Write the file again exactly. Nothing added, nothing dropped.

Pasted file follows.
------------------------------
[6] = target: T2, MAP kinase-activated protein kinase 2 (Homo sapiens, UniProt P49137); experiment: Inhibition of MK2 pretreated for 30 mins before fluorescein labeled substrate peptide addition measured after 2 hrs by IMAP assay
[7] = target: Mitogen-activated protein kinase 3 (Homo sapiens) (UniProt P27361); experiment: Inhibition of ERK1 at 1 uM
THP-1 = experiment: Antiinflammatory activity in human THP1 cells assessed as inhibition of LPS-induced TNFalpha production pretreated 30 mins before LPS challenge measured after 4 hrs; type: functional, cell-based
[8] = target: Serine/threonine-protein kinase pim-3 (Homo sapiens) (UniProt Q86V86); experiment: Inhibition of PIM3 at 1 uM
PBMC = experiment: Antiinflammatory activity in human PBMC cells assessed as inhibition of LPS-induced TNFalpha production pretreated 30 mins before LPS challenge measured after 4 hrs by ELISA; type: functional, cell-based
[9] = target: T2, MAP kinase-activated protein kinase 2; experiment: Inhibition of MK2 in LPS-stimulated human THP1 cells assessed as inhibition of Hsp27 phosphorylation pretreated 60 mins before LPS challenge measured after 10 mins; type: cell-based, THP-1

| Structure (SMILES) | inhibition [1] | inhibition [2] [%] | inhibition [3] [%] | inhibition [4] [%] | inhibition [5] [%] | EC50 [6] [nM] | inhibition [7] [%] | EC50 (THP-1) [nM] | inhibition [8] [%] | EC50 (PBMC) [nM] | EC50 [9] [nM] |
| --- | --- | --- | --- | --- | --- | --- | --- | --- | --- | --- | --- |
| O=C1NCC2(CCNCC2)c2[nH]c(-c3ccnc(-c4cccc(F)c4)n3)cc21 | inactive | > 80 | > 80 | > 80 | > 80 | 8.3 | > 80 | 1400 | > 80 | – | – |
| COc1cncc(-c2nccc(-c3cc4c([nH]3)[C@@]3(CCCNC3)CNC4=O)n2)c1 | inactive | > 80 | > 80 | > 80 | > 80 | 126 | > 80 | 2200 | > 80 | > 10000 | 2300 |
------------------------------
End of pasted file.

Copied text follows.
[6] = target: T2, MAP kinase-activated protein kinase 2 (Homo sapiens, UniProt P49137); experiment: Inhibition of MK2 pretreated for 30 mins before fluorescein labeled substrate peptide addition measured after 2 hrs by IMAP assay
[7] = target: Mitogen-activated protein kinase 3 (Homo sapiens) (UniProt P27361); experiment: Inhibition of ERK1 at 1 uM
THP-1 = experiment: Antiinflammatory activity in human THP1 cells assessed as inhibition of LPS-induced TNFalpha production pretreated 30 mins before LPS challenge measured after 4 hrs; type: functional, cell-based
[8] = target: Serine/threonine-protein kinase pim-3 (Homo sapiens) (UniProt Q86V86); experiment: Inhibition of PIM3 at 1 uM
PBMC = experiment: Antiinflammatory activity in human PBMC cells assessed as inhibition of LPS-induced TNFalpha production pretreated 30 mins before LPS challenge measured after 4 hrs by ELISA; type: functional, cell-based
[9] = target: T2, MAP kinase-activated protein kinase 2; experiment: Inhibition of MK2 in LPS-stimulated human THP1 cells assessed as inhibition of Hsp27 phosphorylation pretreated 60 mins before LPS challenge measured after 10 mins; type: cell-based, THP-1

| Structure (SMILES) | inhibition [1] | inhibition [2] [%] | inhibition [3] [%] | inhibition [4] [%] | inhibition [5] [%] | EC50 [6] [nM] | inhibition [7] [%] | EC50 (THP-1) [nM] | inhibition [8] [%] | EC50 (PBMC) [nM] | EC50 [9] [nM] |
| --- | --- | --- | --- | --- | --- | --- | --- | --- | --- | --- | --- |
| O=C1NCC2(CCNCC2)c2[nH]c(-c3ccnc(-c4cccc(F)c4)n3)cc21 | inactive | > 80 | > 80 | > 80 | > 80 | 8.3 | > 80 | 1400 | > 80 | – | – |
| COc1cncc(-c2nccc(-c3cc4c([nH]3)[C@@]3(CCCNC3)CNC4=O)n2)c1 | inactive | > 80 | > 80 | > 80 | > 80 | 126 | > 80 | 2200 | > 80 | > 10000 | 2300 |